David Bourget (Western Ontario)
David Chalmers (ANU, NYU)
Rafael De Clercq
Ezio Di Nucci
Jack Alan Reynolds
Learn more about PhilPapers
Dissertation, Mcgill University (Canada) (1993)
This dissertation presents an account of fictional discourse which is teleological. According to it, questions about what is said in fiction and how it ought to be said are answerable in terms of the goals and methods belonging specifically to fiction-making as a practice. Viewed in such a way, it is argued that the incompleteness of fictional discourse and its apparent tolerance of inconsistency are distinctive of it. Moreover, it is argued that there is a sense in which one can produce true statements in fiction without thereby committing one self to the thesis that words made use of in fiction are endowed with reference. Throughout the dissertation, the view espoused in it is contrasted with rival positions on the issues of what fiction is about, and whether it can be true. It is argued that a teleological account of fictional discourse can present a coherent alternative to these
|Keywords||No keywords specified (fix it)|
|Categories||categorize this paper)|
Setup an account with your affiliations in order to access resources via your University's proxy server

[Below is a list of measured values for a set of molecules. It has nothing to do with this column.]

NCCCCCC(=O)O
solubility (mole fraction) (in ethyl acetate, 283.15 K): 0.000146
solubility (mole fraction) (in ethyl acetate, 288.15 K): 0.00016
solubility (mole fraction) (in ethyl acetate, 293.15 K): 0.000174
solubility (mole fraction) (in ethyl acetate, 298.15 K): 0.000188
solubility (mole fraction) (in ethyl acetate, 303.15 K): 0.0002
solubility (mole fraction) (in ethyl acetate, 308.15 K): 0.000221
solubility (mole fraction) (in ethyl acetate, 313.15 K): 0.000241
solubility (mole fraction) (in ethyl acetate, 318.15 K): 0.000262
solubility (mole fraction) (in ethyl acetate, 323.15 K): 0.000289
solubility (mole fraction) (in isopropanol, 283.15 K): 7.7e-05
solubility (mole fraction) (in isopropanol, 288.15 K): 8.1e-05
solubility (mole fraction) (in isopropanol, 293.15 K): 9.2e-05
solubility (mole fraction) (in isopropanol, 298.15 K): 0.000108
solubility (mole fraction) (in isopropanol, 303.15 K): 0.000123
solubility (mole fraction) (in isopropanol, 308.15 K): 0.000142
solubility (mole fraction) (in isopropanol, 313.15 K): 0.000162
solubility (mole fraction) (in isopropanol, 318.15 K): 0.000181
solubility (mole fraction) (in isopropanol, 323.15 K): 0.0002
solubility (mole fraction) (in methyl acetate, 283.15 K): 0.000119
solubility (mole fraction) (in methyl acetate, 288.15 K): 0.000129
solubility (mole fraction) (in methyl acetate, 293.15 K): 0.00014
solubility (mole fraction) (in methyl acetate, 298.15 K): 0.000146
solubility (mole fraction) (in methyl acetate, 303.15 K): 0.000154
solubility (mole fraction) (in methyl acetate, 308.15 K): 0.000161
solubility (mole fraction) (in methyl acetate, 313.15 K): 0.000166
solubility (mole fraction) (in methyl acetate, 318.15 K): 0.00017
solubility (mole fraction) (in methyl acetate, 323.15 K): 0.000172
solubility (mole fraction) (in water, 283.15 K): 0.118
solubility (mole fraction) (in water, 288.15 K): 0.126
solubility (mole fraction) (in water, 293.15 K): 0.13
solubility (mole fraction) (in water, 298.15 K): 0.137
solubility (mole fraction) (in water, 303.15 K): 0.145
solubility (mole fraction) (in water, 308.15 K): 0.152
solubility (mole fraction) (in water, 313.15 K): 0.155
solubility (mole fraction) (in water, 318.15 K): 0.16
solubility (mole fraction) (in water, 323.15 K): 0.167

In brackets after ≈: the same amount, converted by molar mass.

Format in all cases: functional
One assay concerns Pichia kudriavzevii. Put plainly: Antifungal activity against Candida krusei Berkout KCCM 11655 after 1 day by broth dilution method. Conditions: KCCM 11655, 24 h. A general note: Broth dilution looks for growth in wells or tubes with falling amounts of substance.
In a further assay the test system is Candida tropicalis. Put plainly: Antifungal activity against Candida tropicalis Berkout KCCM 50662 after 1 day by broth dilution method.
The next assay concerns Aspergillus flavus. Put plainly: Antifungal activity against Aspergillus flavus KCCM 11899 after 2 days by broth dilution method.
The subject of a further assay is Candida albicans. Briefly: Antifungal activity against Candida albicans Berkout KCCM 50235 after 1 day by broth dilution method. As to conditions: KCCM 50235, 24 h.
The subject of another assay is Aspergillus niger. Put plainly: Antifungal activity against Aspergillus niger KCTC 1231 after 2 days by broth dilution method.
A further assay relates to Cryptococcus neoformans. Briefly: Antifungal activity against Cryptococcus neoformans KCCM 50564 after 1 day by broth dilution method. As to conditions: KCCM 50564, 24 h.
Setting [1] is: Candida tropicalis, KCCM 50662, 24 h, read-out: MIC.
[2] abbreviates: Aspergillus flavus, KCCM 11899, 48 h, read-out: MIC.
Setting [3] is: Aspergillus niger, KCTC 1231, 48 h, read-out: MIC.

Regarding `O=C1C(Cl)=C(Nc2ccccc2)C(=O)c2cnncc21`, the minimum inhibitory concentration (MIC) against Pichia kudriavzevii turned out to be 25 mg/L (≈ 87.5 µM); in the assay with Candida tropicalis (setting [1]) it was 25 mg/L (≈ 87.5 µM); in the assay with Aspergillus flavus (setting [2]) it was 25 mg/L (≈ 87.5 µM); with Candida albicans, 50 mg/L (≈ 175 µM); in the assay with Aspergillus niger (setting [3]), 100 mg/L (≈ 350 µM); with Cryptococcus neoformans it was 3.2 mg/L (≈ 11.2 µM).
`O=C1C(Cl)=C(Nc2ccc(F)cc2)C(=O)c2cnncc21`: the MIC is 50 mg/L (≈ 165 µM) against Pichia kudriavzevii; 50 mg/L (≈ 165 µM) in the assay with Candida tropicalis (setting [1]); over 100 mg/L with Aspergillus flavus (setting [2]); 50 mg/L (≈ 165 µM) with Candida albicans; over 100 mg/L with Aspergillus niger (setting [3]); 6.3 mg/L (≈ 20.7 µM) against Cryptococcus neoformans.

Configure custom proxy (use this if your affiliation does not provide a proxy)
|Through your library|
References found in this work BETA
No references found.
Citations of this work BETA
No citations found.
Similar books and articles
Amie L. Thomasson (2003). Speaking of Fictional Characters. Dialectica 57 (2):205–223.
Peter McCormick (1983). Fictional States of Affairs and Literary Discourse. Grazer Philosophische Studien 19:163-178.
Matti Eklund (2005). Fiction, Indifference, and Ontology. Philosophy and Phenomenological Research 71 (3):557-579.
Kent Bach (1985/1986). Failed Reference and Feigned Reference. Grazer Philosophische Studien 25:359-374.
Amie L. Thomasson (2003). Fictional Characters and Literary Practices. British Journal of Aesthetics 43 (2):138-157.
Sarah Sawyer (2002). Abstract Artifacts in Pretence. Philosophical Papers 31 (2):183-198.
Benjamin Schnieder & Tatjana von Solodkoff (2009). In Defence of Fictional Realism. Philosophical Quarterly 59 (234):138-149.
Jukka Mikkonen (2009). Assertions in Literary Fiction. Minerva 13:144-180.
James Harold (2010). The Value of Fictional Worlds (or Why 'the Lord of the Rings' is Worth Reading). Contemporary Aesthetics 8.
Stacie Friend (2011). The Great Beetle Debate: A Study in Imagining with Names. Philosophical Studies 153 (2):183-211.
Stefano Predelli (2008). Modal Monsters and Talk About Fiction. Journal of Philosophical Logic 37 (3):277-297.
Added to index2011-01-07
Total downloads36 ( #116,450 of 1,911,834 )
Recent downloads (6 months)1 ( #458,984 of 1,911,834 )
How can I increase my downloads?